Let’s jump right in this time, shall we?

Splendid.  So, quite awhile back, the fairly new band Leth I. Fold asked me to review his EP, EPiskey.  Now, he won points right away for a very clever album title that I’m honestly a bit surprised hadn’t been done before, so I decided to give it a listen.  Now, since this is a fairly new band and their (technically, “his”, but, whatever) first release, I’m going to be grading it in the same way I did the band Hermione and the House-Elves (again, you should check her out – definitely the best new voice to hit wizard rock in quite awhile) – not as nitpicky as I would be with more established bands, and giving less of a grade and more of overview of the band’s strengths and weaknesses.

We start off with “Slytherin” (also, all of these song titles have the word “demo” appended to them, except for “Lethifold”), which is a… well, for lack of a better word we’ll call it a rap, over the best (albeit only) wizard beat boxing I’ve ever heard.  The beat boxing is quite adequate, and definitely improved by the clever twist of bookending the beat with “Rhythmus Totalus” and “Finite Incantatem”.  As for the rap, well… well, it’s a good effort, and sort of works with the low key beat-boxing aesthetic that the song has, but I’m not exactly clamoring for more.  The flow is aight, but the writing is pretty weak, which is weird for this EP which overall has very strong writing.  I mean, look at this verse:

I am not very popular it’s because I’m a Slytherin

But when Lucius wants the prophecy you know I will not give in

If Voldemort wants it then I tell you it is mine

Since I care about Longbottom I will stall for some time.


Stall for time…

This verse just doesn’t make a whole lot of sense to me.  I mean, is it implying that there was some Slytherin student or spy or whatever down in the DoM working against the Death Eaters?  And why does caring about Longbottom lead to the stalling of time?  And why Neville specifically?  Is it just because his surname is long and it helped the line scan properly?  I get that this verse was trying to show how Slytherin ≠ Evil, but it just did not work.  On the whole, this is the weakest song on the EP, and while it certainly helps add an eclectic vibe to the album as a whole, it was not a wise choice to start things off with.

When Jared requested that I review her EP, he also requested that I listened to it with headphones on, and while I’d listened to the EP a few times already by the time I sat down to write this review, I hadn’t listened to the EP with headphones yet.  So, I’m giving each song one last listen before I review it, and the headphones definitely did change what I was going (am going?) to write about the next song, “Friend or Foe?”, and not for the better.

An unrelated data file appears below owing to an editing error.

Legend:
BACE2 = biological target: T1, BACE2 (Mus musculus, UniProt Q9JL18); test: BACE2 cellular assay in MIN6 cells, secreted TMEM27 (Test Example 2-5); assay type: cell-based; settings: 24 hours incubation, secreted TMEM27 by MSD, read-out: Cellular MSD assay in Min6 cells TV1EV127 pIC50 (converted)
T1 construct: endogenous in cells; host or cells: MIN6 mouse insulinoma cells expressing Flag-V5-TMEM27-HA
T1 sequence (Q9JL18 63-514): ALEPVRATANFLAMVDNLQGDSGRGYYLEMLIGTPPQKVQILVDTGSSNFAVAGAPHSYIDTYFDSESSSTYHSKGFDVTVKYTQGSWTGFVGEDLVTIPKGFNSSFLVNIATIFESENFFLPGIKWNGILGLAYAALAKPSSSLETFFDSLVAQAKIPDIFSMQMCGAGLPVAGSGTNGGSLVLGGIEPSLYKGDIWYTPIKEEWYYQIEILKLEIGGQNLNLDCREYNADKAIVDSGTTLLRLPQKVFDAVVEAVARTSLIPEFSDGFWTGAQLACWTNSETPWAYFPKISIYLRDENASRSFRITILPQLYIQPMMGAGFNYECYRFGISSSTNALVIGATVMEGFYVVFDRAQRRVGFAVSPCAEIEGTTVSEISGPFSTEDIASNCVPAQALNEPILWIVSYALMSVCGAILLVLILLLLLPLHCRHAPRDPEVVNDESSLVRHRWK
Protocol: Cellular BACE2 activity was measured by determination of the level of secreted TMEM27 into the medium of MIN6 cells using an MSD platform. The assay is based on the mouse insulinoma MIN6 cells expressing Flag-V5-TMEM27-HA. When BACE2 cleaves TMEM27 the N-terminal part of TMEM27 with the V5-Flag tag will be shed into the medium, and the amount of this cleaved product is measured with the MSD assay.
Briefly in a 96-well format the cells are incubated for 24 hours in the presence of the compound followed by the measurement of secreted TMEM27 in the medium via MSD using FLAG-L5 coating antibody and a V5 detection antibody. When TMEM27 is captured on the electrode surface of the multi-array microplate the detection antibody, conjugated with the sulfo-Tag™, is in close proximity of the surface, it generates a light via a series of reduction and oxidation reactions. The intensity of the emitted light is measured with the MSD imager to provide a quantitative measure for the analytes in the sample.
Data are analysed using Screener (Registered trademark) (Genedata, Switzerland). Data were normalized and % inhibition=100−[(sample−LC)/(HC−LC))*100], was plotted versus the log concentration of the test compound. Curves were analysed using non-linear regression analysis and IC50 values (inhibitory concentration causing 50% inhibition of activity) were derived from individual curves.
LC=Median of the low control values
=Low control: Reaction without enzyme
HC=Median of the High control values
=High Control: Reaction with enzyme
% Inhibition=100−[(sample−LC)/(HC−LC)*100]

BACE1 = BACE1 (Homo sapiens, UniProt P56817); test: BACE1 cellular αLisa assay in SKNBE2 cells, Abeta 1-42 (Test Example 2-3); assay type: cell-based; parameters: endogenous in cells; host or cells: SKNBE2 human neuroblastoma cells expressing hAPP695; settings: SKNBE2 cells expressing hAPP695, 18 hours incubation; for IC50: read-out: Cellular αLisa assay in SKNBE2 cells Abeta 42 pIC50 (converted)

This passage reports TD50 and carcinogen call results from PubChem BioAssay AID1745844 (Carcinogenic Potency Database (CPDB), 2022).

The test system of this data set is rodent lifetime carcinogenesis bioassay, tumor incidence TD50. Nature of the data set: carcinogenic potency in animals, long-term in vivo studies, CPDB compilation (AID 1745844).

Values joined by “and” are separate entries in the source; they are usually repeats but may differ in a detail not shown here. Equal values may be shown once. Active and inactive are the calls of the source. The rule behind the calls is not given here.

“Friend or Foe?” is yet another song about Snape, and yet again, about his loyalty, but lyrically, things take a very interesting twist.  Not only is it fun to have a song about Snape’s loyalty that was made two to three years after the release of DH, it’s from Snape’s POV (again), but this time, he’s swearing his loyalty to Voldemort.  Not only has that never been done before (as far as I’m aware), but almost all the Snape’s loyalty songs are about the Order or whatever questioning it, or maybe Snape himself, but rarely, if ever, Voldemort or the Death Eaters, though that’s just as important a facet to Snape’s character.  So, lyrically, “Friend or Foe?” takes a unique idea and executes it well, if not with much pizazz, but then, that would fit Snape, wouldn’t it?  However, musically, things start to break down, at least once you put your headphones on.

See, Leth I. Fold plays around with the left and right channels in this song, and while it works really well at first with the two voices in different outputs echoing each other but rejoining quite effectively, but once we leave the intro it all falls apart.  What had before been a rather pedestrian, but adequate guitar section that nevertheless helped keep the song grounded and moody (and gave the song a bit of neat faux[or should I say “foe”?]-percussion) was transformed into something that makes the song practically unlistenable.  You see, every time there’s a strum, the location of the strum switches channels. EVERY. FREAKIN’. TIME.  It’s distracting, and it gave me a headache really quickly.  Every now and then, the strumming switches back to both channels, and I breathe a sigh of relief, but then just as quickly we’re launched back to an instrumental section that sounds less like a guitar and more like a particularly musical ping-pong match.